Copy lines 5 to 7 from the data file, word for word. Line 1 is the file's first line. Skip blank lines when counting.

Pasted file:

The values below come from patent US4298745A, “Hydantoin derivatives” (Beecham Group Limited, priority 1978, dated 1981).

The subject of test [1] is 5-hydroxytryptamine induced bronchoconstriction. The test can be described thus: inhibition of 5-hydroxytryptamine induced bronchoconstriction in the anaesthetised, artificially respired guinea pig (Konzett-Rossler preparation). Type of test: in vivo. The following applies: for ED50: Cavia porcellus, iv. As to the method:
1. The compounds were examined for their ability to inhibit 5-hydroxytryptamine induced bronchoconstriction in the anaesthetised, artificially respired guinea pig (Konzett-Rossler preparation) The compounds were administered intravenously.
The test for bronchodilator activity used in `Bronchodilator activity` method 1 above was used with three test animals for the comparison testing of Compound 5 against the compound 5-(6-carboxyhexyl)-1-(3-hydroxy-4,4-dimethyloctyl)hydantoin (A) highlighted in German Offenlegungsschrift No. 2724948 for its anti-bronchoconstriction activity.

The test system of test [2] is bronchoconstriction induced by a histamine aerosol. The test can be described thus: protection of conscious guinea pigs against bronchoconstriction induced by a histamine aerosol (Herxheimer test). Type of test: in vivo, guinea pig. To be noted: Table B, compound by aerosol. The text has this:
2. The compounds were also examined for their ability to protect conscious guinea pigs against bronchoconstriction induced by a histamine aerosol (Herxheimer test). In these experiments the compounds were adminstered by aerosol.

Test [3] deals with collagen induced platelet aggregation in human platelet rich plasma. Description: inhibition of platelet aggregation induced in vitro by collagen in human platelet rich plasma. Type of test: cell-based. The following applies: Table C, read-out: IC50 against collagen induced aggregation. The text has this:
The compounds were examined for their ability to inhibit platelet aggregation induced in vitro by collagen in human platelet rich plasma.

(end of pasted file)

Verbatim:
The test system of test [2] is bronchoconstriction induced by a histamine aerosol. The test can be described thus: protection of conscious guinea pigs against bronchoconstriction induced by a histamine aerosol (Herxheimer test). Type of test: in vivo, guinea pig. To be noted: Table B, compound by aerosol. The text has this:
2. The compounds were also examined for their ability to protect conscious guinea pigs against bronchoconstriction induced by a histamine aerosol (Herxheimer test). In these experiments the compounds were adminstered by aerosol.

Test [3] deals with collagen induced platelet aggregation in human platelet rich plasma. Description: inhibition of platelet aggregation induced in vitro by collagen in human platelet rich plasma. Type of test: cell-based. The following applies: Table C, read-out: IC50 against collagen induced aggregation. The text has this: